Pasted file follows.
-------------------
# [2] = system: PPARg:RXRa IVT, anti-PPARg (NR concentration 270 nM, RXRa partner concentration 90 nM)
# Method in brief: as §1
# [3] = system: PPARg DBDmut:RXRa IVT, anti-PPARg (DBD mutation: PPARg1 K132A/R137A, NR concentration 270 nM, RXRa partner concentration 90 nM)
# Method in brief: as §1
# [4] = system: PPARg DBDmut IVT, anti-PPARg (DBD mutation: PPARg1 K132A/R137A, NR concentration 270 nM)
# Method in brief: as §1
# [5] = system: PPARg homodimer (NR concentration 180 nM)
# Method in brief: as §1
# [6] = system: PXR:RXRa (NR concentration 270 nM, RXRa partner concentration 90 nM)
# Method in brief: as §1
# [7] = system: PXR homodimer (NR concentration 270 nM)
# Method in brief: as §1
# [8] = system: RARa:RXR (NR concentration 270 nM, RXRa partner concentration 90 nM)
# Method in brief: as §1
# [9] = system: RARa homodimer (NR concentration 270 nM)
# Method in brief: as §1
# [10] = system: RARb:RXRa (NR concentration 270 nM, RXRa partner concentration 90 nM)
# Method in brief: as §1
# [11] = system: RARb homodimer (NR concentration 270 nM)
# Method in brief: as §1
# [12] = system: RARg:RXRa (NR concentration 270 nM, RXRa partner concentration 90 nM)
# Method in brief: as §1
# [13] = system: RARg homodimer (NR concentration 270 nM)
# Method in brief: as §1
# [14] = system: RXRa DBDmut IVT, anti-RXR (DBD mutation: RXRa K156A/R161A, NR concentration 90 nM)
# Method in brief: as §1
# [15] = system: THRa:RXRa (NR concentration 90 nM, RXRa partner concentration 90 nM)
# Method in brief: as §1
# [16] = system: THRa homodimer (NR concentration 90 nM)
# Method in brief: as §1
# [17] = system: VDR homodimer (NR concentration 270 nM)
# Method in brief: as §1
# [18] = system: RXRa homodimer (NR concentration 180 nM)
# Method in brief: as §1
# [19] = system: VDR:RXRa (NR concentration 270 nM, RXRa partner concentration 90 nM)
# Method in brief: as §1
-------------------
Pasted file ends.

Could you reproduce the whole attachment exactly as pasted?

# [2] = system: PPARg:RXRa IVT, anti-PPARg (NR concentration 270 nM, RXRa partner concentration 90 nM)
# Method in brief: as §1
# [3] = system: PPARg DBDmut:RXRa IVT, anti-PPARg (DBD mutation: PPARg1 K132A/R137A, NR concentration 270 nM, RXRa partner concentration 90 nM)
# Method in brief: as §1
# [4] = system: PPARg DBDmut IVT, anti-PPARg (DBD mutation: PPARg1 K132A/R137A, NR concentration 270 nM)
# Method in brief: as §1
# [5] = system: PPARg homodimer (NR concentration 180 nM)
# Method in brief: as §1
# [6] = system: PXR:RXRa (NR concentration 270 nM, RXRa partner concentration 90 nM)
# Method in brief: as §1
# [7] = system: PXR homodimer (NR concentration 270 nM)
# Method in brief: as §1
# [8] = system: RARa:RXR (NR concentration 270 nM, RXRa partner concentration 90 nM)
# Method in brief: as §1
# [9] = system: RARa homodimer (NR concentration 270 nM)
# Method in brief: as §1
# [10] = system: RARb:RXRa (NR concentration 270 nM, RXRa partner concentration 90 nM)
# Method in brief: as §1
# [11] = system: RARb homodimer (NR concentration 270 nM)
# Method in brief: as §1
# [12] = system: RARg:RXRa (NR concentration 270 nM, RXRa partner concentration 90 nM)
# Method in brief: as §1
# [13] = system: RARg homodimer (NR concentration 270 nM)
# Method in brief: as §1
# [14] = system: RXRa DBDmut IVT, anti-RXR (DBD mutation: RXRa K156A/R161A, NR concentration 90 nM)
# Method in brief: as §1
# [15] = system: THRa:RXRa (NR concentration 90 nM, RXRa partner concentration 90 nM)
# Method in brief: as §1
# [16] = system: THRa homodimer (NR concentration 90 nM)
# Method in brief: as §1
# [17] = system: VDR homodimer (NR concentration 270 nM)
# Method in brief: as §1
# [18] = system: RXRa homodimer (NR concentration 180 nM)
# Method in brief: as §1
# [19] = system: VDR:RXRa (NR concentration 270 nM, RXRa partner concentration 90 nM)
# Method in brief: as §1